It’s always good to be reminded of and encouraged by Africa’s vision for itself. It is said that without a vision the people perish or cast-off restraint, in other words they give up the fight because the pain of endurance has no benefit to compare itself with.
In January 2015, the Heads of State and Governments of the African Union adopted Agenda 2063. Its content serves as 7 pillars for the continent; 1. A prosperous Africa, 2. An integrated Continent, 3. An Africa of good governance, democracy, respect for human rights, justice and the rule of the law, 4. A peaceful and secure Africa, 5. An Africa with a strong cultural identity, common heritage, shared values and ethics, 6. An Africa whose development is people driven, 7. Africa as a strong, united and influential global player and partner. Contributions to these pillars is not location specific, they can be made from anywhere in the world.
In our series we found out that New Zealand, identified by Gallup World Poll 2016-2017, is the second most accepting country in the world for those who migrate.
The Ministry of Education is responsible for the development and oversight of education and development in New Zealand with their purpose being to, “Shape an education system that delivers equitable and excellent outcomes”.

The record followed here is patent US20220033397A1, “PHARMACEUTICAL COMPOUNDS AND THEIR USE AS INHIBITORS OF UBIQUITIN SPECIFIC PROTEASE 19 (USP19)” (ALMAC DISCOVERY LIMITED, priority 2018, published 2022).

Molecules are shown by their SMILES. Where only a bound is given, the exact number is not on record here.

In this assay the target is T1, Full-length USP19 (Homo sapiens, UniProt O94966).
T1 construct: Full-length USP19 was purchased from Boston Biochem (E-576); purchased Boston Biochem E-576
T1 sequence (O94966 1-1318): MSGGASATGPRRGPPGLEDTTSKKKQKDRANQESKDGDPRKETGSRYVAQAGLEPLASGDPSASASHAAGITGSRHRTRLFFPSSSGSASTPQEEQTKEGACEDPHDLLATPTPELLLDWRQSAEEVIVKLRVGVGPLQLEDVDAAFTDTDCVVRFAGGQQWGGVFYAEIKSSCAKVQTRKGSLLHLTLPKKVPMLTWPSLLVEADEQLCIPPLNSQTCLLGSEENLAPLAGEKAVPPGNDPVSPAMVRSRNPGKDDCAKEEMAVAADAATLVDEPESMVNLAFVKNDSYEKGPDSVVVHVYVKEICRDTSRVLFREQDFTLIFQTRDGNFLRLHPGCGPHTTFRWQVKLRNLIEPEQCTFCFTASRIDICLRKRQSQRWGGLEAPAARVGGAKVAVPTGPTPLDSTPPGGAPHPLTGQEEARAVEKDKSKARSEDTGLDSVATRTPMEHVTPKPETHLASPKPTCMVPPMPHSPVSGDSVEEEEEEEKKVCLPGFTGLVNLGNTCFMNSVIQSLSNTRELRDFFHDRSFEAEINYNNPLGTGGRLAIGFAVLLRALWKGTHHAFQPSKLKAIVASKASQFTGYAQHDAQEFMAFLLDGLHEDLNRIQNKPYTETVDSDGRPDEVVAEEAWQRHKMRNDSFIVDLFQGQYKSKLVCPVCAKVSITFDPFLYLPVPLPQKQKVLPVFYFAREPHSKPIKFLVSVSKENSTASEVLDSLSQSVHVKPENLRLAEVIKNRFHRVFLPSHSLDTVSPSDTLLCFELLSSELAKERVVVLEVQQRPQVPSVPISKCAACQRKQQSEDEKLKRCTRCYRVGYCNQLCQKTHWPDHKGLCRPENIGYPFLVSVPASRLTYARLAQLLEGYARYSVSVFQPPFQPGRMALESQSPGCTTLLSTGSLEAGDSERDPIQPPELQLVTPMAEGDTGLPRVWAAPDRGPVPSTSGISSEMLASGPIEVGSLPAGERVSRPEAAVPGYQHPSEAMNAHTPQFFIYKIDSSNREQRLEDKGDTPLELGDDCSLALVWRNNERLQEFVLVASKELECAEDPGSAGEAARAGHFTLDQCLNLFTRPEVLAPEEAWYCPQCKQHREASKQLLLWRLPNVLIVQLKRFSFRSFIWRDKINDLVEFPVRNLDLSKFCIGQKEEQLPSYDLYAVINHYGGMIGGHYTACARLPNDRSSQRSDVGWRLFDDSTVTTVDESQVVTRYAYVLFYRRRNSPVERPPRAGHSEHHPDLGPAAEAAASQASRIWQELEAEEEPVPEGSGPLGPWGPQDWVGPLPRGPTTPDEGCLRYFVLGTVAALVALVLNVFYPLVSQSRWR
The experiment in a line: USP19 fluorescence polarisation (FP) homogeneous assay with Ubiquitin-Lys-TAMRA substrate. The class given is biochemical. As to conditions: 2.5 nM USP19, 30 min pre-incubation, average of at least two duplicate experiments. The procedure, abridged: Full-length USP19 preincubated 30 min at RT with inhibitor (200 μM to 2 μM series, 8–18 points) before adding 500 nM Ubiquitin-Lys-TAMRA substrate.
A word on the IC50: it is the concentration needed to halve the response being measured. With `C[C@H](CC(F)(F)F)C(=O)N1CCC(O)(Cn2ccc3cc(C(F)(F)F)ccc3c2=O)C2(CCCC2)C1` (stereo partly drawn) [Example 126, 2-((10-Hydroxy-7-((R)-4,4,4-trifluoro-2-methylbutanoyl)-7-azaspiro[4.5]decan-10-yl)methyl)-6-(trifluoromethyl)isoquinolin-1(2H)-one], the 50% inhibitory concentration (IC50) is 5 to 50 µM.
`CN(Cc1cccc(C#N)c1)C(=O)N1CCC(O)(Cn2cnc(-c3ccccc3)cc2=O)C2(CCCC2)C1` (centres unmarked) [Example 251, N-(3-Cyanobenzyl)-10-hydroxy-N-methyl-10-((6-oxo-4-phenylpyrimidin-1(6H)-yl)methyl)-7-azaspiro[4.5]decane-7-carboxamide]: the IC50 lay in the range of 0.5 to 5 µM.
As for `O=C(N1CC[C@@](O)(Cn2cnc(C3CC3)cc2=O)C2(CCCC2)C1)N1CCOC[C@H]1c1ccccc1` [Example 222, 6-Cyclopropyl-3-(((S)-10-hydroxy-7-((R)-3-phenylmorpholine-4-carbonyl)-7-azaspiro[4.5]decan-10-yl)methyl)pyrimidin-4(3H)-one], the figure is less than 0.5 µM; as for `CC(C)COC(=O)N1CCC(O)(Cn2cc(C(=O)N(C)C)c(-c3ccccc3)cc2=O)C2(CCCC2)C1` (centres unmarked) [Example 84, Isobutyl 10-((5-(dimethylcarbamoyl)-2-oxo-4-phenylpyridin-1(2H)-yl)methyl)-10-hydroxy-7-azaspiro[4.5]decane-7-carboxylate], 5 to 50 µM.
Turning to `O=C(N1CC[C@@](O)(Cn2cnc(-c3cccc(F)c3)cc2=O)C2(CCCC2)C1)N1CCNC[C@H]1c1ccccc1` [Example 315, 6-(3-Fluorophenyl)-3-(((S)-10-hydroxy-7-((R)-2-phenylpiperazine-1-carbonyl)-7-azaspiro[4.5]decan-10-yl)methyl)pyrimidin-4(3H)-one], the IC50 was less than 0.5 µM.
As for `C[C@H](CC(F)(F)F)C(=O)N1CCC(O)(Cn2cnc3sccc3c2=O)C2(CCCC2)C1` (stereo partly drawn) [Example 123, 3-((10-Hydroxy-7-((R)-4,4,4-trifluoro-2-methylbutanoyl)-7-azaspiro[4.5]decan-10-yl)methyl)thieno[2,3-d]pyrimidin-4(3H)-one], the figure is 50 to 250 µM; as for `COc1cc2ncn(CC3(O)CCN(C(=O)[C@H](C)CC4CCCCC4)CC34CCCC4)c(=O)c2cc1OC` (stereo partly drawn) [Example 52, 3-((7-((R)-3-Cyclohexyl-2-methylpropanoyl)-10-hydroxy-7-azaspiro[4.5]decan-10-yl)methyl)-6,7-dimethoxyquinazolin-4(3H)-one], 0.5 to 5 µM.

Divided into 3 levels it comprises Early Childhood Education (ECE), School Education and Tertiary Education. Children can attend ECE from birth to six years. Although this is non-compulsory, the majority children attend with up to 20 hours of attendance being heavily subsidised by the government. There is a legal expectation for children to attend compulsory school education between the ages of six and 16 years although many children attend from the age of five years old. The primary phase lasts for 8 years followed by a five-year secondary phase. Tertiary education includes all post-secondary education including higher and vocational education. This third level of education is delivered by both state and privately-owned institutions. Those wishing to enter higher education must meet the entry criteria.
According to the World Happiness Report (Helliwell, J., Layard, R., & Sachs, j. (2018). World Happiness Report 2018, New York: Sustainable Development Solutions Network, research indicates “The benefits in terms of life evaluation and positive effects are particularly large for individuals in the developing world who have a household member living in Western Europe, Northern America, Australia or New Zealand”. There are of course some challenges too.
So, what’s your passion? How can you contribute to Agenda 2063 in the field of education? Is it ensuring that as education grows and develops that there remains a strong cultural identity and common heritage or, ensuring good educational governance? What ever it might be, development towards the end goal will not be as rich without your valuable contribution.
Shepperson & Shepperson Consultants Ltd
Lesley Shepperson / email@example.com / www.zongonews.com